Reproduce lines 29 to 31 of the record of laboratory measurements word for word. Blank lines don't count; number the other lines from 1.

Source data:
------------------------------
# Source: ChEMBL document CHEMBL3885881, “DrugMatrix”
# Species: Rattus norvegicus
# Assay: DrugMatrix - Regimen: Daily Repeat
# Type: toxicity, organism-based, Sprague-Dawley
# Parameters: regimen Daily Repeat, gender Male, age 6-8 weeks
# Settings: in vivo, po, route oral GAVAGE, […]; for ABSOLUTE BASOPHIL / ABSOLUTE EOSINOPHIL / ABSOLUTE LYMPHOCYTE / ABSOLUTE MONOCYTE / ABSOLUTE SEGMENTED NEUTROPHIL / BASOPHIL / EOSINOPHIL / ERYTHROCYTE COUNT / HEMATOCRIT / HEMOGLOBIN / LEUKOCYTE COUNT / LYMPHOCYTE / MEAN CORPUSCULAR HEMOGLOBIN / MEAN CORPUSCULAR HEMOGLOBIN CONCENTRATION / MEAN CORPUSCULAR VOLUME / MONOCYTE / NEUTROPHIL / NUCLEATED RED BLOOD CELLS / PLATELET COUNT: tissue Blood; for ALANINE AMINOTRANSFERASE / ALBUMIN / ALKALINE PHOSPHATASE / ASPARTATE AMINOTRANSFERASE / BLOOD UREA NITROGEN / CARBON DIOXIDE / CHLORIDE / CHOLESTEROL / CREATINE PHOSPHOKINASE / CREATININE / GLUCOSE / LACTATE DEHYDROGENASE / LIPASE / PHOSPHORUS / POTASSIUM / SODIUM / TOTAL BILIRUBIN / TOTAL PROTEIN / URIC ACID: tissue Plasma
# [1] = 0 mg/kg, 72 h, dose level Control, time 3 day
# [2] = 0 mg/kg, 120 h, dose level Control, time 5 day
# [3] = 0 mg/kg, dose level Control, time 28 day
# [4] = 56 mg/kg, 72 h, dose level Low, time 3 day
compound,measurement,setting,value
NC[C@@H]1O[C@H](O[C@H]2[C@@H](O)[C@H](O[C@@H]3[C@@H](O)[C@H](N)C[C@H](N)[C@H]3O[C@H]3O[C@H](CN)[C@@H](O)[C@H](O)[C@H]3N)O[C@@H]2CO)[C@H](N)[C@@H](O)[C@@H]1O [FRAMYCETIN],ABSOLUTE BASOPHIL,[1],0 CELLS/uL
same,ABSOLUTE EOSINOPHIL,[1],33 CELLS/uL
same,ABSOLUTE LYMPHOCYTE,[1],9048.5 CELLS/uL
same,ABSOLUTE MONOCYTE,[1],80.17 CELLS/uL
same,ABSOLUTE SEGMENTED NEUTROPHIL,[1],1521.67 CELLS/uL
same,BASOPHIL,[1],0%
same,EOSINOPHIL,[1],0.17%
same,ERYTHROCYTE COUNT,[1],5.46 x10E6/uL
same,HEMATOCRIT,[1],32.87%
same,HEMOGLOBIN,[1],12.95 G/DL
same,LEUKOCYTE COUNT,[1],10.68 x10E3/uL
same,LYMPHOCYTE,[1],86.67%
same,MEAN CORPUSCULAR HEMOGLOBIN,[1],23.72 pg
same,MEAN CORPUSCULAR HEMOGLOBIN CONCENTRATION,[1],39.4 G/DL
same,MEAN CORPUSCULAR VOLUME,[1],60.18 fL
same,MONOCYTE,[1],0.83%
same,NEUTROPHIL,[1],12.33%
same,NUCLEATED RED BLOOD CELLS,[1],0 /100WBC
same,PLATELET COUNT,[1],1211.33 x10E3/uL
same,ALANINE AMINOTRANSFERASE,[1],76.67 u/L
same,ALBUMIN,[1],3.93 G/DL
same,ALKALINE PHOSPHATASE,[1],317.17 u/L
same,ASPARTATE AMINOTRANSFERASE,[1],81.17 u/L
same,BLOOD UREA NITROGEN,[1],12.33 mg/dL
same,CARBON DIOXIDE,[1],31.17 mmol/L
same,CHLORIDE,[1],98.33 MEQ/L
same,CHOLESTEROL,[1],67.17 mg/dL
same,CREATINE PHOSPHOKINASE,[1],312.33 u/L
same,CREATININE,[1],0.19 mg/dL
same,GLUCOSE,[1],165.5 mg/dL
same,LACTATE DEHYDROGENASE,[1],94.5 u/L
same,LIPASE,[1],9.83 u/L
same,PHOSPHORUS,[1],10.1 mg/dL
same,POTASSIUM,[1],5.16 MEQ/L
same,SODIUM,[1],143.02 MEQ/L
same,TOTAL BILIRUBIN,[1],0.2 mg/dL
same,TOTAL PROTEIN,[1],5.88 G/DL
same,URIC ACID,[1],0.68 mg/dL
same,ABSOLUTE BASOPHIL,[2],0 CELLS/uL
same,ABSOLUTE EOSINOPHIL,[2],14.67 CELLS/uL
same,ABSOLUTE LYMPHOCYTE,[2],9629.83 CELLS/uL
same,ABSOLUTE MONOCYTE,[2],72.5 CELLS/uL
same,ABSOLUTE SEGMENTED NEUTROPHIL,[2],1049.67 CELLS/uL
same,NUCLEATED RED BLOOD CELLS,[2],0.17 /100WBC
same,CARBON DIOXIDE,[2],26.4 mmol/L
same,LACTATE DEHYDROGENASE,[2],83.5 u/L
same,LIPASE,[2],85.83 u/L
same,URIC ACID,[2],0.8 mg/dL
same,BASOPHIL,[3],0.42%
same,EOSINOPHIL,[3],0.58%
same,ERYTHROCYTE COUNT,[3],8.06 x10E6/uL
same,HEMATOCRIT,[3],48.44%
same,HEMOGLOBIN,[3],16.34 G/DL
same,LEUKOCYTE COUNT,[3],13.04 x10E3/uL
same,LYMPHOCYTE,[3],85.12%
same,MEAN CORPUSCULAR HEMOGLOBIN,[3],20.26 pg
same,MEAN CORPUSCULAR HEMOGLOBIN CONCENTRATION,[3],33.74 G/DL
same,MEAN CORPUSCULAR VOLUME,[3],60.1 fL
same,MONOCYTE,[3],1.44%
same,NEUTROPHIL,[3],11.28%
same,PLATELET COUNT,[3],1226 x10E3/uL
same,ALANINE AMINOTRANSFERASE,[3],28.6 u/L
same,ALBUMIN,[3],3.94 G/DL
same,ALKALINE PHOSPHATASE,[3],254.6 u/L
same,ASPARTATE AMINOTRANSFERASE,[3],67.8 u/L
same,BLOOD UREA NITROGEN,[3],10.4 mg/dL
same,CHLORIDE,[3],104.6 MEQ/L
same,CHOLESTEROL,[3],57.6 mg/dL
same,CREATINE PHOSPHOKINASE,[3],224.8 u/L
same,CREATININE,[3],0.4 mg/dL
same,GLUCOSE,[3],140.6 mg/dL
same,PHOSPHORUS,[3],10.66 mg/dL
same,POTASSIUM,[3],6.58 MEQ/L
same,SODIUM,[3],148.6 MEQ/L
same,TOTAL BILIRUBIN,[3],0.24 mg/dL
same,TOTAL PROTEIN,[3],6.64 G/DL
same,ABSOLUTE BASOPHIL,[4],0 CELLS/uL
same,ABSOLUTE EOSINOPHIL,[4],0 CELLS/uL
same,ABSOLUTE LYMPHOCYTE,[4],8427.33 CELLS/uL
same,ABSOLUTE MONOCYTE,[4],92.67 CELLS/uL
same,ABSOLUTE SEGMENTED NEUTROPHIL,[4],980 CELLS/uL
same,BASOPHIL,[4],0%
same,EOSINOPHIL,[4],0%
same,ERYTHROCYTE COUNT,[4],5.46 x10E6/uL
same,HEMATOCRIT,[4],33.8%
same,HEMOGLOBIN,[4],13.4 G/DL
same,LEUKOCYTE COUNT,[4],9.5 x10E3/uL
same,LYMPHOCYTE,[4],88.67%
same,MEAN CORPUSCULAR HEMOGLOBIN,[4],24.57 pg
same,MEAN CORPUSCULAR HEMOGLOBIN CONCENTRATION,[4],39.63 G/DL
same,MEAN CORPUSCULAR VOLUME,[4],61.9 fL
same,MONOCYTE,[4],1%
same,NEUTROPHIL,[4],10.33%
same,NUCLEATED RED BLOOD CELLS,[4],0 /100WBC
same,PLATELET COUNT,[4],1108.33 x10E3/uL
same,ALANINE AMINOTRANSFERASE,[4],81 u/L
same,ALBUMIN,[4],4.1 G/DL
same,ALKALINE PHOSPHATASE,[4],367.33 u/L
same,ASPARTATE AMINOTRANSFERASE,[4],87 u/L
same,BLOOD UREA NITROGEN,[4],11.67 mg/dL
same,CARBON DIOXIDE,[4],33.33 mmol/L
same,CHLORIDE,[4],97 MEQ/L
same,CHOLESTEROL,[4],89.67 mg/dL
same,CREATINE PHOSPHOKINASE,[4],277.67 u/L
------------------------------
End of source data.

same,NUCLEATED RED BLOOD CELLS,[1],0 /100WBC
same,PLATELET COUNT,[1],1211.33 x10E3/uL
same,ALANINE AMINOTRANSFERASE,[1],76.67 u/L